What are convection cells?

I am not able to understand what really are convection cells. Here is a photo from hyperphysics,

What are these wall like structures? They write

Convection cells are visible in the heated cooking oil in the pot at left. Heating the oil produces changes in the index of refraction of the oil, making the cell boundaries visible. Circulation patterns form, and presumably the wall-like structures visible are the boundaries between the circulation patterns.

What do they mean ? with that wall like structures? If possible please also try to explain to me from this picture of the sun below-

This is the surface of the sun. What is the relation of the wall like thing on the sun VS the wall like thing in water. After all , their phases, pressures, temperatures are very very different!

The lines in the heated cooking oil are Rayleigh–Bénard cells, while the structures on the surface of the Sun are the boundaries of solar granules. They both, however, arise from the same phenomenon: convection.

Picture a flat plane of liquid in a gravitational field. There is a heat source underneath - in the case of the oil, this is the stove; in the case of the Sun, this is the result of hydrogen fusion further down. This creates a temperature difference between the top of the plane and the bottom.

In general, hotter pockets of fluid expand against colder pockets of fluid. Think about the ideal gas law: $$PV=nRT$$ where $P$ is pressure, $V$ is volume, $n$ is the number of moles of the substance, $R$ is a constant, and $T$ is temperature. Alternatively, think of it in terms of density, $\rho$: $$P\sim\rho T\to\frac{P}{\rho}\sim T$$ As the temperature rises, so must $P/\rho$; therefore, the fluid expands. It becomes less dense. This means that the pocket will rise up above the colder fluid. Think about an oil spill in the ocean. In general, oil is denser than seawater (there are exceptions in freshwater); thus it floats to the top. The same is true in the case of cooking oil and the Sun. Buoyancy acts to counter the force of gravity.

In the case of the Rayleigh–Bénard cells, the ideal gas law isn't our best choice for an equation of state. We can approximate the temperature-density relationship by writing $$\rho-\rho_0\approx-\rho_0\alpha(T-T_0)$$ where $_0$ denotes the reference temperature and pressure and $\alpha$ is a chosen constant. This is sometimes called the Boussinesq approximation.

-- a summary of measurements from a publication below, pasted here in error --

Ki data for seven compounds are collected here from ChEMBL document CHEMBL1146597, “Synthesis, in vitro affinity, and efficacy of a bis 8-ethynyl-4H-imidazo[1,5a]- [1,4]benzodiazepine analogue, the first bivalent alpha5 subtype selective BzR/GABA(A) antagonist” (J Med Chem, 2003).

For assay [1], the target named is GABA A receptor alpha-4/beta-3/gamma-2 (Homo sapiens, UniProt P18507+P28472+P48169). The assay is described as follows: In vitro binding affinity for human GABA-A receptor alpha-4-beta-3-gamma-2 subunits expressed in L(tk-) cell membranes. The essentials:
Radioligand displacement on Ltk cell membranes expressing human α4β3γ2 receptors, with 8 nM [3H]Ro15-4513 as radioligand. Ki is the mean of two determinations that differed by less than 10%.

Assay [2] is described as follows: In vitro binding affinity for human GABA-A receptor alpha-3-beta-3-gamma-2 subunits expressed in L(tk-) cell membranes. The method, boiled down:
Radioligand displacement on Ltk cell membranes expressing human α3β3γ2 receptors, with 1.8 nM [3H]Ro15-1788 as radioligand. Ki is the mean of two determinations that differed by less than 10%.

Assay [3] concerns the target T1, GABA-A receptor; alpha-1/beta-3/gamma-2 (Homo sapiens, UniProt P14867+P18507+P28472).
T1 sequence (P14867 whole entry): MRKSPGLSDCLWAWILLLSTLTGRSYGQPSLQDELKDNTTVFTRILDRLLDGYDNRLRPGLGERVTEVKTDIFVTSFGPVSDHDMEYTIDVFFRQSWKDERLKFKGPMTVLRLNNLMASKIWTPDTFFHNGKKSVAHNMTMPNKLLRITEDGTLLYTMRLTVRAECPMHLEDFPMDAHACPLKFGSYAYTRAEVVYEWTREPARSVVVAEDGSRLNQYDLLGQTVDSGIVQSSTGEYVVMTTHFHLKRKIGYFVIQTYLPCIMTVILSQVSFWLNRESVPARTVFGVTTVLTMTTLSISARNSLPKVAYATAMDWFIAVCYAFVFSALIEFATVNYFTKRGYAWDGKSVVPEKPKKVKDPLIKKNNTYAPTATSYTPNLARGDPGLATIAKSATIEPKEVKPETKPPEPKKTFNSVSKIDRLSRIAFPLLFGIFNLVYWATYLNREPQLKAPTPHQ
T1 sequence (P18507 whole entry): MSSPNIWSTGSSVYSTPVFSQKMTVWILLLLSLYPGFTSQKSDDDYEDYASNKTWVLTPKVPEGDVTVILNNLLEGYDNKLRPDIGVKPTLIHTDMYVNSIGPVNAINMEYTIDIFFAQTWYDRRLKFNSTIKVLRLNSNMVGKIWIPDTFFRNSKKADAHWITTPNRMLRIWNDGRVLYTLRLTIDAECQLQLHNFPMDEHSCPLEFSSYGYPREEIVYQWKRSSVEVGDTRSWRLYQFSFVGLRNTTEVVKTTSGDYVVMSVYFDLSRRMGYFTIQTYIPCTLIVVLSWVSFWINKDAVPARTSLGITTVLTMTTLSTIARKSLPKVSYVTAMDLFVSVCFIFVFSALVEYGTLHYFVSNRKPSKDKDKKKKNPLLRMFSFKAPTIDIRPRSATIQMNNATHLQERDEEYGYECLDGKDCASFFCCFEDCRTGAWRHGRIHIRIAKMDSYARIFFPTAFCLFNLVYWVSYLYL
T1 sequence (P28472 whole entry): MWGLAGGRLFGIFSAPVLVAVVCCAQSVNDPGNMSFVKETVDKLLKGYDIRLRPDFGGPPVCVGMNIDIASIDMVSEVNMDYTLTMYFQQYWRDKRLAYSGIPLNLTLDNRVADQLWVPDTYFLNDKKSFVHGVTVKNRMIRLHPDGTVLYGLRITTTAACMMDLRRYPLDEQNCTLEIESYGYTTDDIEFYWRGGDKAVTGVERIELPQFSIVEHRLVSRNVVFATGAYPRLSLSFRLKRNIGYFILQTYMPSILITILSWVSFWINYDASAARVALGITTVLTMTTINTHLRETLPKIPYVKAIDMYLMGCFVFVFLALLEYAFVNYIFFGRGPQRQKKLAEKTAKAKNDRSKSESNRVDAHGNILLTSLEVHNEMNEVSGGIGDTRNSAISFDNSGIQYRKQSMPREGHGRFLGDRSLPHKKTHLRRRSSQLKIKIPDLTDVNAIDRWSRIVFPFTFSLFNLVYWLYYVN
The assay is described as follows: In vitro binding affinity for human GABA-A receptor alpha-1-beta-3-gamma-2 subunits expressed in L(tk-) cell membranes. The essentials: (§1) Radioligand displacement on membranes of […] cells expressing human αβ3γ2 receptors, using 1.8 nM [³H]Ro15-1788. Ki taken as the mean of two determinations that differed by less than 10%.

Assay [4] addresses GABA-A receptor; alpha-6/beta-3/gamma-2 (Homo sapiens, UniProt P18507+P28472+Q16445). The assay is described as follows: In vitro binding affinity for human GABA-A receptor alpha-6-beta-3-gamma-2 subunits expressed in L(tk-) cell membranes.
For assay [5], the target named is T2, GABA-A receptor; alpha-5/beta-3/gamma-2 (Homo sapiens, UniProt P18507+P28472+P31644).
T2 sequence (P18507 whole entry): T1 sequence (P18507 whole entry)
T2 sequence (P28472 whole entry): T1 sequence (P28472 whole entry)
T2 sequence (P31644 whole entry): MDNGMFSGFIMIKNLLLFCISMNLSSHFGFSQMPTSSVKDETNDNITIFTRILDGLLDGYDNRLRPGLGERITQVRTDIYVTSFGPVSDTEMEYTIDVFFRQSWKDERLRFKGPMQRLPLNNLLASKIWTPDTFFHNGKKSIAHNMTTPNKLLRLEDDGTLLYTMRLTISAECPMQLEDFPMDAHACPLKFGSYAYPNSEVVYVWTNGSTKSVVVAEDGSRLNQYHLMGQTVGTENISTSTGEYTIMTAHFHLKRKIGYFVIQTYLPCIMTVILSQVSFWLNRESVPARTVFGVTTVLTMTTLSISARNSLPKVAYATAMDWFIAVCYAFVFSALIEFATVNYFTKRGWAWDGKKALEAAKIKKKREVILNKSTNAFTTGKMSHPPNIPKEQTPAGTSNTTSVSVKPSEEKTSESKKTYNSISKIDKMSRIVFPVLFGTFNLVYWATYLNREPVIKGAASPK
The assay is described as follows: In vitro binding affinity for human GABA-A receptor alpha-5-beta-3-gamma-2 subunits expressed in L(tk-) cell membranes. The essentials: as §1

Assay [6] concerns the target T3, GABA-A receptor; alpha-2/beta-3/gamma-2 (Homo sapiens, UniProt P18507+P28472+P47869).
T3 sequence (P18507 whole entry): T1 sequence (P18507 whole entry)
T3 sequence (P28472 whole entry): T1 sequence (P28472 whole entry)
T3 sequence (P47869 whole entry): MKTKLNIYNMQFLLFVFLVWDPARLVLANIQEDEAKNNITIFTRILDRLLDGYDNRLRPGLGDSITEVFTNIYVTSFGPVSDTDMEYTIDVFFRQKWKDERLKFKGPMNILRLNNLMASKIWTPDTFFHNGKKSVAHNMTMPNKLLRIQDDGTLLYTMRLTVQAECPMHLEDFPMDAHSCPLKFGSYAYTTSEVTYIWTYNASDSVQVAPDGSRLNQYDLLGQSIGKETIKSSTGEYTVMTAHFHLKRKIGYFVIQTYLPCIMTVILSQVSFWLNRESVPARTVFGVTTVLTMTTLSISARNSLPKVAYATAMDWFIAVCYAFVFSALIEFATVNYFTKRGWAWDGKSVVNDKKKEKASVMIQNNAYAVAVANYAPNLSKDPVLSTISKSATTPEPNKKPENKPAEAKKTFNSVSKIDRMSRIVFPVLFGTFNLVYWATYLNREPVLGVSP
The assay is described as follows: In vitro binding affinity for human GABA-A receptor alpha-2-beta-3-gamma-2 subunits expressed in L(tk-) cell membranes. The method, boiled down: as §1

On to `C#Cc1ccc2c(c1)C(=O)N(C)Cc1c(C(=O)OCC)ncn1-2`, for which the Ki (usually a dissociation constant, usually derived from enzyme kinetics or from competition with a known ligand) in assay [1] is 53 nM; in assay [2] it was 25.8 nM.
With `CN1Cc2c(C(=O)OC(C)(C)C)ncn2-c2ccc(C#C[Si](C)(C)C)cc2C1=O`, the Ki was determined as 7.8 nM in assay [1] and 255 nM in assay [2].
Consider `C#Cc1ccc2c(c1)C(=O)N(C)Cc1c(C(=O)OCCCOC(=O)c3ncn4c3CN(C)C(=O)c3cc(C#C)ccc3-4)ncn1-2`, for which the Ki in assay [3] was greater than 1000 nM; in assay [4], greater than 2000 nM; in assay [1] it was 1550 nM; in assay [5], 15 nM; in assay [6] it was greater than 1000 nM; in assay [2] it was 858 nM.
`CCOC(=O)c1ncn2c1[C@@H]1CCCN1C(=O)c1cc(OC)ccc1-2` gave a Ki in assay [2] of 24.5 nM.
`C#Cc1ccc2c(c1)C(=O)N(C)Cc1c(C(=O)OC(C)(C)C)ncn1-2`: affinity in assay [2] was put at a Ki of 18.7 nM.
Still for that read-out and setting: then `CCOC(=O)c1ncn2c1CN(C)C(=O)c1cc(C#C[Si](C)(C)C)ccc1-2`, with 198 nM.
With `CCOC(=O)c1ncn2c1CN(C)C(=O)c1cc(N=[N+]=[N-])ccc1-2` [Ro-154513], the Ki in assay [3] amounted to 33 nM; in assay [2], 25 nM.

Once the heated material reaches the top of the fluid, it cools, and eventually moves back to the bottom to make room for newly heated fluid. The lines in the cooking oil are the boundaries of the Rayleigh–Bénard cells, where cool oil begins to sink downward while hot oil rises to the top through the center of the cells. The same thing is at work in the solar granules; the dark patches represent the cooler spots where (relatively!) cooler gas moves downward.

• Thank you for such a beautiful answer! But, there were somethings that i was not able to understand, it would be very polite of you if you could explain them a bit. 1- What do you mean by hotter and cold “pockets”. 2- The link that you’ve provided says that “But very heavy oils, which have a density of 1.01 g/cc, would float in the ocean, but sink in a river.” What’s the reason behind this? – Aaryan Dewan Sep 3 '16 at 1:31
• @AaryanDewan By "pocket", I meant a small bit of fluid that has had its temperature increased. The reason for the oil discrepancy is that salt water is denser than fresh water, because of the salt. – HDE 226868 Sep 3 '16 at 1:33
• +1 I meant to ask a similar question, but looking up wiki sorted most of it. Offhand, do you know how deep these cells go down in the sun, no worries about answering, I will keep looking , I have a feeling it might be difficult to judge, just curious. Thanks – user108787 Sep 3 '16 at 2:46
• Actually, it might be in your answer, sorry, I can read that first . – user108787 Sep 3 '16 at 2:49